• Understand Internet security basics: Gaining a better concept of Internet security concepts like encryption, password protection, home Wi fi network security, and malware is an important part of choosing a safe baby monitor and protecting existing connections from being tampered with. As a basic rule of thumb, this means understanding how to choose appropriately complex passwords, securing your Internet connection and devices through the use of a wireless router and password, and avoiding suspicious websites or emails from people you don’t know. It also means being sure to change any device’s default username and password, even your home router, and avoiding the use of identifying details in your network name.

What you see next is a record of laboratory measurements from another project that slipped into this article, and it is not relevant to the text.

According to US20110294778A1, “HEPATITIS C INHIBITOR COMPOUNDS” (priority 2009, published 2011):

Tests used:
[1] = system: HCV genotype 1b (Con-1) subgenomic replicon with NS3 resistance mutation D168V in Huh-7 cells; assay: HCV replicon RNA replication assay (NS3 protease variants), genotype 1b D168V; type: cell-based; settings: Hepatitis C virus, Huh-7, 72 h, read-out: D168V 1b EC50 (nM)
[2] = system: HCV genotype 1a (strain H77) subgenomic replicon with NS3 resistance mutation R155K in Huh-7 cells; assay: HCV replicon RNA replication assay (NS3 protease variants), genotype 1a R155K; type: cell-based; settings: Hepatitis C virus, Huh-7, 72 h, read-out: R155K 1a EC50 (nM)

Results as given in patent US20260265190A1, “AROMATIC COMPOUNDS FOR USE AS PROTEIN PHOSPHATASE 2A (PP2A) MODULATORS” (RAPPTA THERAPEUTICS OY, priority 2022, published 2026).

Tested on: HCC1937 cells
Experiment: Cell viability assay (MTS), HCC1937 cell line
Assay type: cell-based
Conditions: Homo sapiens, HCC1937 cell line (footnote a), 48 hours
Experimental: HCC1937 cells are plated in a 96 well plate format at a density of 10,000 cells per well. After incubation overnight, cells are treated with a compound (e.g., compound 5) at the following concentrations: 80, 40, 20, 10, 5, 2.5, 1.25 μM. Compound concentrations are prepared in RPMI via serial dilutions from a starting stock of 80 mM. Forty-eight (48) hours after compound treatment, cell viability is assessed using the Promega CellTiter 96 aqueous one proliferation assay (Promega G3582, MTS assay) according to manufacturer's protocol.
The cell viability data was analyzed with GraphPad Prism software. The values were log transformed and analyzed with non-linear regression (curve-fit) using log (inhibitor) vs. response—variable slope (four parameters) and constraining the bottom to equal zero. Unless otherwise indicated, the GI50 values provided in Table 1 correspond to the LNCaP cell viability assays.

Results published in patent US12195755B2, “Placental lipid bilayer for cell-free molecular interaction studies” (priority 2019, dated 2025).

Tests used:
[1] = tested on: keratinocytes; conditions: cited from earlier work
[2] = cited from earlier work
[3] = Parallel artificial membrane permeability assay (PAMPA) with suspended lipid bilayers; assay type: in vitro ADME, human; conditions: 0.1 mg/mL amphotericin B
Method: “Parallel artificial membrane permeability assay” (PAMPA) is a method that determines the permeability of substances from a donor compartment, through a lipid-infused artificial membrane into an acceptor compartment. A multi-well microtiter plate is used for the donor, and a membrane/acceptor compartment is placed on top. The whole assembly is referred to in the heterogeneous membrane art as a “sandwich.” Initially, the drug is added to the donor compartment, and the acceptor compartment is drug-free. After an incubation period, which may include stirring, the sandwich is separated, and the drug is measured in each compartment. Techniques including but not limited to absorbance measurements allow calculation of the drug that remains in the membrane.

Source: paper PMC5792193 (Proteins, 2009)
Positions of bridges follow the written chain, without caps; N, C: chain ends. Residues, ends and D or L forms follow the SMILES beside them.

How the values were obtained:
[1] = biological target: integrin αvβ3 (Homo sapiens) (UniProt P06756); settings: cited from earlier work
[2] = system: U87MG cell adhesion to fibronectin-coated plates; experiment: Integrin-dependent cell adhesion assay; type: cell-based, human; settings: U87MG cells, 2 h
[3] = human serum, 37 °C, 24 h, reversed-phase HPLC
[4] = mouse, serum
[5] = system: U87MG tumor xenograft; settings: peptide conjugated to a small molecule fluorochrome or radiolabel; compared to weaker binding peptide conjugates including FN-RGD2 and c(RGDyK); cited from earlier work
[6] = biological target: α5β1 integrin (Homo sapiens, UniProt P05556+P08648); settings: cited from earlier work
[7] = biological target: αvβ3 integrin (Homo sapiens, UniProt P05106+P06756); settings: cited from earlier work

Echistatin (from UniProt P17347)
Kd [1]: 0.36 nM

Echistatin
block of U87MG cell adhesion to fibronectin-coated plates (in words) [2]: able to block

• Research the product you’re buying: No matter how much you love what a brand has to say about their product in an advertisement, remember that they are trying to sell it to you. Take a look at what others have to say, especially when there’s reviews available from other parents. This can make you aware of any possible security issues, hotfixes, or past problems that have occurred with a device, giving you a better idea of how it will actually perform.
  • Make sure to register: If you’re one of the many people for whom new product registration forms wind up in the bottom of the wastebasket or shoved in a desk drawer somewhere in your home, we implore you to think twice in this case. When you register your baby monitor, you’re more likely to be contacted directly if there’s an update or a serious issue with the device.